lice can be passed on anywhere that people meet and very close head to head
contact happens i.e. at a party, at school, in the park. The school nurse does
not examine children for head lice because this has proved to be ineffective
in school, without careful treatment/inspection at home. Encourage
everyone, children and adults to check their head regularly.
How do I get rid of them?
Lotion treatment. If you Þnd your child has live head lice treat their
infested head with a preparation available from the chemist (some are only
available on prescription). Carefully read and follow the instructions on the
packet to ensure the treatment is effective. The treatments must not be used
as a preventative measure.
• 1 treatment consists of 2 applications 7 days apart.
• Hair that has been in contact with chlorine or conditioners should be
washed with shampoo only, rinsed and left to dry before applying the
Wet combing/Bug Busting. Condition wet hair to make it slippery and
immobilise the lice, then comb through with a head lice detection comb to erase
all live lice. It is important to comb all the head by using a systematic sectioning
combing method so no area of the head is missed. Repeat every three days for
a fortnight. This breaks the life cycle by catching new lice as they hatch out
preventing them from laying eggs. Reusable bug busting kits are available from
Further advice is obtainable from your School Nurse; Health visitor;
Pharmacist or “Bug Busters” Community Hygiene Concern,
Helpline 020 8341 7167
Patient Information Sheet
What are Solar Keratoses?
Solar or actinic keratoses develop on the skin which has been damaged by long
term sun exposure. Usually many are present and can appear as small hard scaly
lumps. Some become unsightly as they slowly grow larger.
The skin underneath solar keratoses can vary in colour from normal ßeshy shade
to pink or red. Sometimes these skin lesions can become itchy. Common sites
are the face, backs of hands, forearms, ears, scalp and neck.
The northern european skin type is at risk of developing solar keratoses,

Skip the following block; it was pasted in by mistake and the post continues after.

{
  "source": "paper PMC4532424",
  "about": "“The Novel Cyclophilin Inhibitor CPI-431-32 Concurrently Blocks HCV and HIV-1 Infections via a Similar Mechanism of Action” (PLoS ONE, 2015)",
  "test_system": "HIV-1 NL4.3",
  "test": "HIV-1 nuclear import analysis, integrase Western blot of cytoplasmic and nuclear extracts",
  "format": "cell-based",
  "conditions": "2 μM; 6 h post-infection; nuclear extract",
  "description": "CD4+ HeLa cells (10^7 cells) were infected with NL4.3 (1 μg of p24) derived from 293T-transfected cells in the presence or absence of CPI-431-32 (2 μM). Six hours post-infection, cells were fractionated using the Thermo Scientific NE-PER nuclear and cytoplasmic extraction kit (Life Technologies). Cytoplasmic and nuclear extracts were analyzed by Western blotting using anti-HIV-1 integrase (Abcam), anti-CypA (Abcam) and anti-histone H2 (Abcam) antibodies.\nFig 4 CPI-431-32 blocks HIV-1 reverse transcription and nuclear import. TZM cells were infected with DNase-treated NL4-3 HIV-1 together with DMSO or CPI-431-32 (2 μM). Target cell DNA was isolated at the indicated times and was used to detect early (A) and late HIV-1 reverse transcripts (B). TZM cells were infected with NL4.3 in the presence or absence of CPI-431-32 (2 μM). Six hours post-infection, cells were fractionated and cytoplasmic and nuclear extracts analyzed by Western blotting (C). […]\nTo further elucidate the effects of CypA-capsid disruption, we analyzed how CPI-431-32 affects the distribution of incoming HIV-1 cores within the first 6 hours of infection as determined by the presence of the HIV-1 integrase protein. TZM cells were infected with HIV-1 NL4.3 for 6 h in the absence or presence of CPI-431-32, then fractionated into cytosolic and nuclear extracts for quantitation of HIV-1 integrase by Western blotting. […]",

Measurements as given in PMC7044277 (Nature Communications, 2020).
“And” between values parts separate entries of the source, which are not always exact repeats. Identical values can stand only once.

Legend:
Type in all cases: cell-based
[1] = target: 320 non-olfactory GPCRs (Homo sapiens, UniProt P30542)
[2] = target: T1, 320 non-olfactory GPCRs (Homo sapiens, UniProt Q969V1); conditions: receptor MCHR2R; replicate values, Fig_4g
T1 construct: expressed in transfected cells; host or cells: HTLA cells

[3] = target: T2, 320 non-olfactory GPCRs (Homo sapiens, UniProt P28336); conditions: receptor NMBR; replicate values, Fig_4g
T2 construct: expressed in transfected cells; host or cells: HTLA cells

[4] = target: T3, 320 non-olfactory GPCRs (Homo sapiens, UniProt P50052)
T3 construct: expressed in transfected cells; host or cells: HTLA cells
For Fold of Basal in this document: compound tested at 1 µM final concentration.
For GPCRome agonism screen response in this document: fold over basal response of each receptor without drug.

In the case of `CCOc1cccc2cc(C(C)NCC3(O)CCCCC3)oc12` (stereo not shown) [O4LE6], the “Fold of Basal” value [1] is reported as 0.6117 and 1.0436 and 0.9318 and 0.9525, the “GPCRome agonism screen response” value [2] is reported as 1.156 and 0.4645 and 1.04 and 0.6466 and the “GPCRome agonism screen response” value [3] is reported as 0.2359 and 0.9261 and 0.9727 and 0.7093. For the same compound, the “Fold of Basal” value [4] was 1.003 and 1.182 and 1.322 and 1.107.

although those most at risk are outdoor workers, sailors and the very fair skinned. Solar keratoses are frequently seen in persons aged over 50 years of age.
Solar keratoses are not skin cancers. However a very small percentage can
develop into a skin cancer in later life.
Early Warning Signs
Solar keratoses appear as hard scaly lumps on the skin. They may
crust but do not heal.
Solar keratoses can be rough scaly irregular patches which can be
easily felt, but not clearly seen. Often they are not troublesome in any
way but do not heal.
Treatments available:
Solar keratoses can be treated by freezing using Liquid Nitrogen (Cryotherapy)
or by applying a treatment cream. Treatment is usually carried out on an outpatient basis with a minimum disruption to your daily routine. Your G.P. or
specialist doctor will be able to advise you on treatments available.
How can we prevent Solar Keratoses
Solar keratoses may recur following treatment and others may develop over the
Examine your skin and feel for any scaly lumps or patches.
Wear protective clothing and wide brimmed hats when outdoors.
These will protect the areas of skin most at risk.
Avoid sunshine during the midday hours if possible.
Wear 100% U.V. protective sunglasses.
High factor sunscreens are vital. SPF 15 is recommended. Apply to
skin before going out into sunshine especially during summer months.
Reapply every 2-3 hours.
Advise others to protect themselves also, especially young children
and those with a history of skin cancer.
Patient Information Sheet
Efudix cream has been prescribed for your particular skin condition. It should
not be used for other skin conditions.
Apply the cream thinly twice weekly for 10 weeks. Only apply the cream to
areas directed by the doctor. Be careful to keep the cream away from the eyes